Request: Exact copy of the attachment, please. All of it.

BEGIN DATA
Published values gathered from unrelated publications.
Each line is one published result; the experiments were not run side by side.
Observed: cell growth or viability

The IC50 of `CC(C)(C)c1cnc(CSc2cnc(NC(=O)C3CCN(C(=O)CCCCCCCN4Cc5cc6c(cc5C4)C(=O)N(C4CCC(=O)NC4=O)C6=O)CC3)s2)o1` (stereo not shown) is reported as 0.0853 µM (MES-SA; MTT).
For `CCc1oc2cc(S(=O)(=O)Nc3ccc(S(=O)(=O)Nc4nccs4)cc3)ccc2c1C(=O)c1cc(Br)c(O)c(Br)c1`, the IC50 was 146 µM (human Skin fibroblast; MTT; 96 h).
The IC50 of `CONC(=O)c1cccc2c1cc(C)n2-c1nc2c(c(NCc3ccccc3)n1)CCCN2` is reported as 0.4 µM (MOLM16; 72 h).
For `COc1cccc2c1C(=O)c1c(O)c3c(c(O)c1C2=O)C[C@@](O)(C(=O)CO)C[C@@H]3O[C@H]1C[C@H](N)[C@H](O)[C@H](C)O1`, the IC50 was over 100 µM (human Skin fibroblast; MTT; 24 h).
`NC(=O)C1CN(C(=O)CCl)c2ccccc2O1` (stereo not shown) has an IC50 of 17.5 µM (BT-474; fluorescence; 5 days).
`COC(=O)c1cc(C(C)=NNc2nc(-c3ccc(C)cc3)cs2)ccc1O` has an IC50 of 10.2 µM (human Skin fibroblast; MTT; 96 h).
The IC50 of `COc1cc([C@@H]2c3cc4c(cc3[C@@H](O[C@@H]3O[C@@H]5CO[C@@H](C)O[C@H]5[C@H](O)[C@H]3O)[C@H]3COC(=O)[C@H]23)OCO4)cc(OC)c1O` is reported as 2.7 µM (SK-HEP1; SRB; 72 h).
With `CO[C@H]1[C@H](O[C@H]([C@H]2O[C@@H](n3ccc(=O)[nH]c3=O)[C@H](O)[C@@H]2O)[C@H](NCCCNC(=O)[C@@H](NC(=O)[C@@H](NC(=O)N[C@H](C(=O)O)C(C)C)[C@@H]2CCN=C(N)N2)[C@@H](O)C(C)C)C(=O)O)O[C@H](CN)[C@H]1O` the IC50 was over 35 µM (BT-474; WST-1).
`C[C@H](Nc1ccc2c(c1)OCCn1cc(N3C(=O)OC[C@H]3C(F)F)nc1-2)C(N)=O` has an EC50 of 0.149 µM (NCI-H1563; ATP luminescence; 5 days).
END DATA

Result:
Published values gathered from unrelated publications.
Each line is one published result; the experiments were not run side by side.
Observed: cell growth or viability

The IC50 of `CC(C)(C)c1cnc(CSc2cnc(NC(=O)C3CCN(C(=O)CCCCCCCN4Cc5cc6c(cc5C4)C(=O)N(C4CCC(=O)NC4=O)C6=O)CC3)s2)o1` (stereo not shown) is reported as 0.0853 µM (MES-SA; MTT).
For `CCc1oc2cc(S(=O)(=O)Nc3ccc(S(=O)(=O)Nc4nccs4)cc3)ccc2c1C(=O)c1cc(Br)c(O)c(Br)c1`, the IC50 was 146 µM (human Skin fibroblast; MTT; 96 h).
The IC50 of `CONC(=O)c1cccc2c1cc(C)n2-c1nc2c(c(NCc3ccccc3)n1)CCCN2` is reported as 0.4 µM (MOLM16; 72 h).
For `COc1cccc2c1C(=O)c1c(O)c3c(c(O)c1C2=O)C[C@@](O)(C(=O)CO)C[C@@H]3O[C@H]1C[C@H](N)[C@H](O)[C@H](C)O1`, the IC50 was over 100 µM (human Skin fibroblast; MTT; 24 h).
`NC(=O)C1CN(C(=O)CCl)c2ccccc2O1` (stereo not shown) has an IC50 of 17.5 µM (BT-474; fluorescence; 5 days).
`COC(=O)c1cc(C(C)=NNc2nc(-c3ccc(C)cc3)cs2)ccc1O` has an IC50 of 10.2 µM (human Skin fibroblast; MTT; 96 h).
The IC50 of `COc1cc([C@@H]2c3cc4c(cc3[C@@H](O[C@@H]3O[C@@H]5CO[C@@H](C)O[C@H]5[C@H](O)[C@H]3O)[C@H]3COC(=O)[C@H]23)OCO4)cc(OC)c1O` is reported as 2.7 µM (SK-HEP1; SRB; 72 h).
With `CO[C@H]1[C@H](O[C@H]([C@H]2O[C@@H](n3ccc(=O)[nH]c3=O)[C@H](O)[C@@H]2O)[C@H](NCCCNC(=O)[C@@H](NC(=O)[C@@H](NC(=O)N[C@H](C(=O)O)C(C)C)[C@@H]2CCN=C(N)N2)[C@@H](O)C(C)C)C(=O)O)O[C@H](CN)[C@H]1O` the IC50 was over 35 µM (BT-474; WST-1).
`C[C@H](Nc1ccc2c(c1)OCCn1cc(N3C(=O)OC[C@H]3C(F)F)nc1-2)C(N)=O` has an EC50 of 0.149 µM (NCI-H1563; ATP luminescence; 5 days).